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also come nto this place of tor- 30 And he said, Nay, father ment.

Abraham: but if one went unto 29 Abraham saith unto him, They. them from the dead, they will re* have Moses and the prophets; let pent. them hear them.

31 And he said unto him, II" a Is.34.16. Jno.5.39.

b 2 Cor.4.3. no wish that his friends should suffer poor, be undistinguished from common also, and he supposed that if one went dust, and be unknown. om the dead they would hear him. 5th. We should not envy the con.

29. Moses. The writings of Moses. dition of the rich. The first five books of the Bible. 1 The prophets. The remainder of the Old “On slippery rocks I see them stand, Testament.

And fiery billows roll below. What the prophets had written. I Hear them. Hear them speak Now let them boast how tall they rise in the scriptures. Read them, or hear I'll never envy them again; chem read in the synagogues, and at- There they may stand with haughty eyes 'cnd to what they have delivered.

Till they plunge deep in endless pain 30. Nay. No. They will not hear

Their fancied joys how fast they fee, Moses and the prophets. They have Like dreams, as fleeting and as vain; heard them so long in vain, and there is Their songs of softest harmony no prospect now that they will attend Are but a prelude to their pain." to the message. But if one should go to them directly from eternity, they will

6th. We should strive for a better in hex him. The novelty of the message heritance than can be possessed in thi would attract their attention, and they life. would listen to what he would say.

31. Be persuaded. Be convinced of “Now I esteem their mirth and wine the truth, and of the danger and folly

Too dear to purchase with my blood

Lord, 'tis enough that thou art mineof their way, and the certainty of their

My life, my portion, and my God." suffering hereafter, and be induced to turn from sin to holiness, and from Satan

7th. The sufferings of the wicked in unto God.

hell will be indescribably great ThinkFrom this impressive and instructive what is represented by torment, by parable we may learn: Ist. That the souls of men do not by that state where a single drop of

burning flame, by insupportable thirst die with their bodies. 2d. That the souls of men are con- that all this is but a representation of

water would afford relief. Remember scious after death ; that they do not the pains of the damned, and that this sleep, as some have supposed, till the will have no intermission, day or night, morning of the resurrection.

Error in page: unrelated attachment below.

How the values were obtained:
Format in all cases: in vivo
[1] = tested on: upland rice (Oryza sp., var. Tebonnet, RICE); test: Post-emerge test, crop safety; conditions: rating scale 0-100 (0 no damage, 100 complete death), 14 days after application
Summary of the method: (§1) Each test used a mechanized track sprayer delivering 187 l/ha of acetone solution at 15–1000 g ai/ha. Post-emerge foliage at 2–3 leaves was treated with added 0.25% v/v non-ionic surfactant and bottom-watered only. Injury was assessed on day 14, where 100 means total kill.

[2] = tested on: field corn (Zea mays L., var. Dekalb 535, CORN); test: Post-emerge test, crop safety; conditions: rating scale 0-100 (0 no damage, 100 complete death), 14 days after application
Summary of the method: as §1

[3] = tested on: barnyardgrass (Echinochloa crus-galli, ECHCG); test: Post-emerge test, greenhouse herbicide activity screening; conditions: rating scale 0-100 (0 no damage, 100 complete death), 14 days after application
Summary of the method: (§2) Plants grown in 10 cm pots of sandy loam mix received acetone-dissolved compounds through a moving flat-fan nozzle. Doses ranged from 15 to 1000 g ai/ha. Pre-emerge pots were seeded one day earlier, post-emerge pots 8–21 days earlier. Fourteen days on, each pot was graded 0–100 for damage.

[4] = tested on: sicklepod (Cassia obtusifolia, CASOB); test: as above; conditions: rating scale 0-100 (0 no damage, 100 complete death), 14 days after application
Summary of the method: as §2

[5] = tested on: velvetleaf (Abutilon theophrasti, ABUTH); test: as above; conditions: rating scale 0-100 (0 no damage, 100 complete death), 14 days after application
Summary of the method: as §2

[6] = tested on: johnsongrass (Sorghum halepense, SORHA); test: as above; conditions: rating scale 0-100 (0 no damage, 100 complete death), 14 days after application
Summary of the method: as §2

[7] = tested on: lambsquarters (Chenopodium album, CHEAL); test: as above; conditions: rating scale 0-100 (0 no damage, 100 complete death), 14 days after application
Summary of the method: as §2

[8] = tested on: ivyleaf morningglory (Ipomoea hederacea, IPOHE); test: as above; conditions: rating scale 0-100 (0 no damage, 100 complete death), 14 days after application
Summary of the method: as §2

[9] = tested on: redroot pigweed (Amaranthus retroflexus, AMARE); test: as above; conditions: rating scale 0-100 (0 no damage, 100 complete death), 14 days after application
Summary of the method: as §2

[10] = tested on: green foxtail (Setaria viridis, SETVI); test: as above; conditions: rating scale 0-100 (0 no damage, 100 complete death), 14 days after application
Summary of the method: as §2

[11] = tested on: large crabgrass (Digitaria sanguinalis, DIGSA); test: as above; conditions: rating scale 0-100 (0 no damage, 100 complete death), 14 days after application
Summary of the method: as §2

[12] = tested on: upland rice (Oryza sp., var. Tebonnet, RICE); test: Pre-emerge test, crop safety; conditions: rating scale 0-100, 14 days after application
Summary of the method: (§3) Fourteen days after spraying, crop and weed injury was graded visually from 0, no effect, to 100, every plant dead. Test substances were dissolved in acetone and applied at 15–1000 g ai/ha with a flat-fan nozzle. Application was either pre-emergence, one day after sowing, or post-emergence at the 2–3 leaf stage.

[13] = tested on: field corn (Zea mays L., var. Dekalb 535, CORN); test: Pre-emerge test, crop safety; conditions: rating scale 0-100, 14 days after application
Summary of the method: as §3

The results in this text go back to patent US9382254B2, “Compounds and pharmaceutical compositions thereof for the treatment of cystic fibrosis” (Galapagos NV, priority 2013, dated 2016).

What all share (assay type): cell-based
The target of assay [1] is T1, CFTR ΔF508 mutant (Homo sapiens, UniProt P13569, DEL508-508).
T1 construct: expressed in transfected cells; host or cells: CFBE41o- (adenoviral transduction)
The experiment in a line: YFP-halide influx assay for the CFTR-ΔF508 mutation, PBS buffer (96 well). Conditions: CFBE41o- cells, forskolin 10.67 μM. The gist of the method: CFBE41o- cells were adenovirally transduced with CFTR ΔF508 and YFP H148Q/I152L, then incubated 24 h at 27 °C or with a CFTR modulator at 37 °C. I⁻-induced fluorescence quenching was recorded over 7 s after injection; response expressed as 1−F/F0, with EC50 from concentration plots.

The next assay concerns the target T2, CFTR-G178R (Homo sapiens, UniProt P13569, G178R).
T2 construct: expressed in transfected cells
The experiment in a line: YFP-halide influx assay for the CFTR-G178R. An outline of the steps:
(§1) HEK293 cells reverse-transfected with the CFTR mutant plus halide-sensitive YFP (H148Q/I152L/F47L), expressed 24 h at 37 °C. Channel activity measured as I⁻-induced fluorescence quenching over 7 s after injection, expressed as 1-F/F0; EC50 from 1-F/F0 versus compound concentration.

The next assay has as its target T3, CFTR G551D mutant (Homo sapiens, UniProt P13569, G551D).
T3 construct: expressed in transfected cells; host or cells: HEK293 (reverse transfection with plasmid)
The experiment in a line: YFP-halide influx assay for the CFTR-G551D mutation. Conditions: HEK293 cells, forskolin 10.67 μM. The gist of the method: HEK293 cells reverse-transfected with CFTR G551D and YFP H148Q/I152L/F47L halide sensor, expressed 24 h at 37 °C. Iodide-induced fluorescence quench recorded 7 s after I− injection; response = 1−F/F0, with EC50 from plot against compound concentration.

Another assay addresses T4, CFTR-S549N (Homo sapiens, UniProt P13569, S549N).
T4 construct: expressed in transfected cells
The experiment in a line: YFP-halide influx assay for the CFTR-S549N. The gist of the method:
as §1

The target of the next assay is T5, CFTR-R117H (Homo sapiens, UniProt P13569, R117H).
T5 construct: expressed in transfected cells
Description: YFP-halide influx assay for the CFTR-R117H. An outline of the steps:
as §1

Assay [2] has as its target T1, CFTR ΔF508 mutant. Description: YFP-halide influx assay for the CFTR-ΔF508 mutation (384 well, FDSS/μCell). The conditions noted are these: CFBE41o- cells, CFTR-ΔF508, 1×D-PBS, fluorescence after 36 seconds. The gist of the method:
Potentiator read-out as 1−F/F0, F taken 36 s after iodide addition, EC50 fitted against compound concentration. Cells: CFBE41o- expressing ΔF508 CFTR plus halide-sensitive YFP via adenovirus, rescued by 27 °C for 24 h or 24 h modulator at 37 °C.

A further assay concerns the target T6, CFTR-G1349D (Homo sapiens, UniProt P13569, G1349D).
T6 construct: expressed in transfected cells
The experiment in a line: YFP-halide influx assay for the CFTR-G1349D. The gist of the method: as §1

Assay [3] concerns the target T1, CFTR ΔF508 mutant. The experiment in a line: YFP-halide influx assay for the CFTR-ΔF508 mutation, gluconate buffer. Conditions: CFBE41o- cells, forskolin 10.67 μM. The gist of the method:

but will continue from year to year 3d. That the righteous are taken to and age to age, without any end, and a place of happiness immediately at you have a faint view of the sufferings death, and the wicked consigned to of those who are in hell. misery. 4th. Thal wealth does not secure beyond the grave-a hell. If there is

8th. There is a place of sufferings from death.

not, then this parable has no meaning. " How vain are richies to secure

It is impossible to make any thing of it Their laughty owners from the grave!"

unless it be designed to teach that.

9th. There will never be any escape The rich, the beautiful, the gay, as from those gloomy regions. There is a well as the poor, go down to the grave. gulf fixed -fixed, not movable. Nor All their pomp and apparel; all their can any of the damned beat a pathway honors, their palaces, and their gold across this gulf to the world of holiness. cannot save them. Death can as easily 10th. We see the amazing folly of find his way into the splendid mansions those who suppose there may be an end of the rich as into the cottages of the to the sufferings of the wicked, and poor; and the rich shall turn to the who, on that supposition, seem willing same corruption, and soon, like the I to go down to hell to suffer a long time

they hear not Moses and the pro-| 3 Take heed to yourselves: If phets, neither will a they be per- thy brother trespass against thee, suaded though one rose from the rebuke him; and if he repent, for dead.

give him. CHAPTER XVII.

4 And if he trespass against thee TH THEN said he unto the disci- seven times in a day, and seven

ples, It is impossible but times in a day turn again to thee, that offences will come: but woe saying, I repent; thou d shalt for unto him through whom they come! give him.

2 It were better for him that a 5 And the apostles said unto the mill-stone were hanged about his Lord, Increase our faith. neck, and he cast into the sea, than 6 And the Lord said, If ye had that he should offend one of these faith as a grain of mustard-seed, ye little ones.